The Ringed River Frog (Phrynobatrachus annulatus) is a tiny frog which can easily fit on the thumb of an adult human. In fact, the longest Ringed River Frog ever recorded to date was a female which measured only 26 mm long. If being tiny was not amazing enough, the frog also has a strange name, ‘annulatus,’ which is from the Latin word, 'anus.' While ‘anus’ might not be the nicest name, it is referring to how the frog has small, black rings that decorate its underside.
The Ringed River Frog may not be as beautiful to some as many other frogs, but it does possess special features that will catch your attention any day. The frog is light-brown and has bumps that covered its back and dark spots. Its big eyes pop out and have large, dark horizontal pupils which look like they are held together by string. On the frog’s eyelids are also pointy lumps called spines which are not found on many frogs. Their upper and lower lips when closed seem sown together with thick black threads making it look mummy-like. With so many things happening on its back, the frog’s underside is rather simple. If not for its dark rings, its smooth underside would be white only.
This frog is also good at weather forecasting. When the female Ringed River Frog wants to lay eggs, it looks for dried-up ponds, lays the eggs, and then the male frog fertilizes the eggs quickly just before it rains. Because the frogs do not need to swim to lay or fertilize the eggs, their fingers and toes are mostly unwebbed.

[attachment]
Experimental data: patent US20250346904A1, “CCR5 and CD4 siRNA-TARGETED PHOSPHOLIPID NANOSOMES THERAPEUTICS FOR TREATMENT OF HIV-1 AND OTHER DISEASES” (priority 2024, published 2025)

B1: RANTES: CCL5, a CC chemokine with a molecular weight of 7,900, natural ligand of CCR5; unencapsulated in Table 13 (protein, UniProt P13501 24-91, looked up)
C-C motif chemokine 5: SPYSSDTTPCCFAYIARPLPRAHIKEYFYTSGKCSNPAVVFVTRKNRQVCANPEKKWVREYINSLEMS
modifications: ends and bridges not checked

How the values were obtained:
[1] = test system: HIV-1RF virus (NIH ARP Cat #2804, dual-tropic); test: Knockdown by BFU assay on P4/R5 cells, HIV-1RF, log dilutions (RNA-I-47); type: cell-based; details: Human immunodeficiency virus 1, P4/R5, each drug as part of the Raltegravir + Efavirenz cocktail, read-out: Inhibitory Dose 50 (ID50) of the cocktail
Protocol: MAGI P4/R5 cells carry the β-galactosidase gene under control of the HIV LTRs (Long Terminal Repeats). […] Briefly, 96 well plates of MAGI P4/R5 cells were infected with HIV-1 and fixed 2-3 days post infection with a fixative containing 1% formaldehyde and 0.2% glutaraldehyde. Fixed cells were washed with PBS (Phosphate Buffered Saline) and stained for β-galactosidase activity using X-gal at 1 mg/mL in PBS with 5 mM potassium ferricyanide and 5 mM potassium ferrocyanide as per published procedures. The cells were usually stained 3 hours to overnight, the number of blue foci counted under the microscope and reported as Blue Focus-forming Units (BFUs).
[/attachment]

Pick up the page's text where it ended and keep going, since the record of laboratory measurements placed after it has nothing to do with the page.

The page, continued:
The Ringed River Frog is found only in primary forests near remote rock hills. The frog is found in four West African countries: Ivory Coast, Ghana, Guinea, and Liberia. Forests where the frog has been recorded in Ghana include: Draw River, Boi-Tano and Sui River Forest Reserves. The recording from the Sui Forest Reserve was made by Save Ghana Frogs after it was initially thought to live only in the first two forests.
The frog is currently listed as ‘Endangered’ which means it is seriously at risk of disappearing if its habitats are not protected. The greatest threat to the frog is losing its habitat. Save Ghana Frogs is watching these frogs and working with government to protect the Sui River Forest Reserve and reduce threats to the frogs such as logging, farming and mining.